Rootmetrics has recently released an in-depth report on the state of 4G in London, so this week we’ll be looking at the urban mobile experience in various places around the capital. This post will take an overall look at the performance of the different networks in the centre of London, while the next two posts will dig deeper into the state of 4G in London’s biggest venues, and in transport hubs such as airports and railway stations.
Rootmetrics began its report by looking at 4G performance in the densely populated London Urban Zone during the first half of 2015. Around 60,000 tests were performed in several districts including Bloomsbury, Canary Wharf, Chelsea, City of London, Knightsbridge, Mayfair, and Westminster. Voice call, mobile internet, and text performance were measured in various situations including indoors, walking along the street, and driving along the road, to mimic the various circumstances in which people use their mobile devices in London.
Given the dominance of EE within the UK, we’d be forgiven for expecting an EE whitewash in London, but in fact it was a close run race between EE and Vodafone – which has been investing heavily in its 4G network. For network speed and mobile internet performance EE came in first place, but for network reliability and call performance it was beaten by Vodafone. For overall performance the two networks were neck and neck. The only category that wasn’t won by EE or Vodafone outright was text performance, where Three, O2, and EE tied for first place.
As expected speed was EE’s strongest area, achieving a median speed of 29.9 Mbps which was triple that of second place Vodafone at 8.6 Mbps. EE’s median speeds were found to be fastest in Knightsbridge at 40.6 Mbps and slowest in Mayfair at 20.4 Mbps. Downloading a 5MB song took 2.1 seconds on average with EE, compared with 5.4 seconds on Vodafone, 7.2 seconds on O2, and 7.4 seconds on Three.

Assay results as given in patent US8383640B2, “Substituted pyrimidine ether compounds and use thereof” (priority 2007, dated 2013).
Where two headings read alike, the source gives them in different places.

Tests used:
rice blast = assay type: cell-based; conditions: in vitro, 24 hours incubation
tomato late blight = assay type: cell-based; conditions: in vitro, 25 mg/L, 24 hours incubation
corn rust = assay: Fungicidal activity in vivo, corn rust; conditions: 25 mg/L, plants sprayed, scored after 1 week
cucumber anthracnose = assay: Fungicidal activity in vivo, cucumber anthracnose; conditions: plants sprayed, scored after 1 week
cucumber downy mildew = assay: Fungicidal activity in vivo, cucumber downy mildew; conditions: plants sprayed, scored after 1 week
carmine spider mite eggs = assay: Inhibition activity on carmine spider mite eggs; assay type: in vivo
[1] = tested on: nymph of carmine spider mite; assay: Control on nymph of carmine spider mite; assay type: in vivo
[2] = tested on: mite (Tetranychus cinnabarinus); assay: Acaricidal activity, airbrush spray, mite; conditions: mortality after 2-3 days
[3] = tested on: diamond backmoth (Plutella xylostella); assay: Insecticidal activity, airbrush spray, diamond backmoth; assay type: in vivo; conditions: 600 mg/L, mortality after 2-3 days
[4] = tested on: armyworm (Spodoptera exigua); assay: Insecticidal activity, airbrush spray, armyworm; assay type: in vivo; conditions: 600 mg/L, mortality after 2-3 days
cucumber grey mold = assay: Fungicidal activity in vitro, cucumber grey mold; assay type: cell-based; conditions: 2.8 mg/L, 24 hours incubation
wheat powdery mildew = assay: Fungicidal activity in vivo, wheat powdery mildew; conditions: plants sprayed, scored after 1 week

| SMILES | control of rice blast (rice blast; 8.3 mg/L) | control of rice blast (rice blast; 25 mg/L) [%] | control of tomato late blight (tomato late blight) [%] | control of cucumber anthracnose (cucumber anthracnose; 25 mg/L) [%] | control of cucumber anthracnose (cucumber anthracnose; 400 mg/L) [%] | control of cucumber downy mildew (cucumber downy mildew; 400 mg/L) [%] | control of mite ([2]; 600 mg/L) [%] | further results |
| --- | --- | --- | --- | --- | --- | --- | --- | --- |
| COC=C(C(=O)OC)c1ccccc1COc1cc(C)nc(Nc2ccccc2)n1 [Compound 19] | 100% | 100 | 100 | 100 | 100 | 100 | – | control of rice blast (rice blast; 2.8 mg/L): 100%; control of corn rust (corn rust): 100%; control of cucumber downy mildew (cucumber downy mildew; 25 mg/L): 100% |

Reliability and call performance were the major categories where Vodafone edged ahead of the other 4G networks. Vodafone achieved a blocked call rate of 1.3% compared with 2.6% for EE, 1.8% for O2, and 2.6% for Three. Its dropped call rate was 0.5% which was the same as O2, and slightly better than EE at 0.6% and Three at 0.8%. Vodafone’s blocked call rate was best in Knightsbridge and Canary Wharf at just 0.2%, while the most blocked calls were experienced in Westminster at 3.9%.
As mobile devices are becoming an increasingly important part of the shopping process, Rootmetrics tested network performance at two of London’s busiest shopping centres, Westfield London and Westfield Stratford City. EE stood out as the overall winner at Westfield Stratford City, while Vodafone and EE drew for first place at Westfield London, but there were big discrepancies between the two centres. At Westfield Stratford City the time taken to upload a picture – perhaps a selfie of a potential outfit – was just 1.5 seconds with EE compared with 15.8 seconds with Vodafone, 19.2 seconds with O2, and 24.8 seconds with Three. The results were much closer a Westfield London where the same task took 8.3 seconds with O2, 10 seconds with Three, 11.2 seconds with EE, and 12.8 seconds with Vodafone.
Overall EE still leads the way in the London Urban Zone but Vodafone is emerging as a strong contender, particularly regarding reliability. One surprise in the report was that Three – a network that is usually seen as EE’s strongest competitor at national level – was often trailing behind other 4G networks in the capital city for reliability as well as speed.